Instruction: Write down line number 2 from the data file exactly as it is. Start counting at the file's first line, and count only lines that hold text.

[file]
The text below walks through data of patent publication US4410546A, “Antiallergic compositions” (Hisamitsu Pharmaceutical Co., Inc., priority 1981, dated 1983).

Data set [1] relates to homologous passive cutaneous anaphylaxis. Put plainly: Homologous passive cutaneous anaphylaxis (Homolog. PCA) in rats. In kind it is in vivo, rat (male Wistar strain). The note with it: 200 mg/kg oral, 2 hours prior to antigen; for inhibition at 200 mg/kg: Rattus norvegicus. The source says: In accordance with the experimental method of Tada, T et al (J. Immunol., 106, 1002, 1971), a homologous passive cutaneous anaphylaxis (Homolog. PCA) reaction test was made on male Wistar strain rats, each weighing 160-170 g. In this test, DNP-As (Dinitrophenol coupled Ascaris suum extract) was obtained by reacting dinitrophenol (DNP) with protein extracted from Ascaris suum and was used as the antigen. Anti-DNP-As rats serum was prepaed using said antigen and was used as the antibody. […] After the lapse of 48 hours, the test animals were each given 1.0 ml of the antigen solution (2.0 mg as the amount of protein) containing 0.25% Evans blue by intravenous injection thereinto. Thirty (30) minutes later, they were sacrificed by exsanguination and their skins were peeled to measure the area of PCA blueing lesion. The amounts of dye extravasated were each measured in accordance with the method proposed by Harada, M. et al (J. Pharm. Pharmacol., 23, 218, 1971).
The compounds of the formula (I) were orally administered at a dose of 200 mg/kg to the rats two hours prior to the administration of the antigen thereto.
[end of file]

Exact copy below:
Data set [1] relates to homologous passive cutaneous anaphylaxis. Put plainly: Homologous passive cutaneous anaphylaxis (Homolog. PCA) in rats. In kind it is in vivo, rat (male Wistar strain). The note with it: 200 mg/kg oral, 2 hours prior to antigen; for inhibition at 200 mg/kg: Rattus norvegicus. The source says: In accordance with the experimental method of Tada, T et al (J. Immunol., 106, 1002, 1971), a homologous passive cutaneous anaphylaxis (Homolog. PCA) reaction test was made on male Wistar strain rats, each weighing 160-170 g. In this test, DNP-As (Dinitrophenol coupled Ascaris suum extract) was obtained by reacting dinitrophenol (DNP) with protein extracted from Ascaris suum and was used as the antigen. Anti-DNP-As rats serum was prepaed using said antigen and was used as the antibody. […] After the lapse of 48 hours, the test animals were each given 1.0 ml of the antigen solution (2.0 mg as the amount of protein) containing 0.25% Evans blue by intravenous injection thereinto. Thirty (30) minutes later, they were sacrificed by exsanguination and their skins were peeled to measure the area of PCA blueing lesion. The amounts of dye extravasated were each measured in accordance with the method proposed by Harada, M. et al (J. Pharm. Pharmacol., 23, 218, 1971).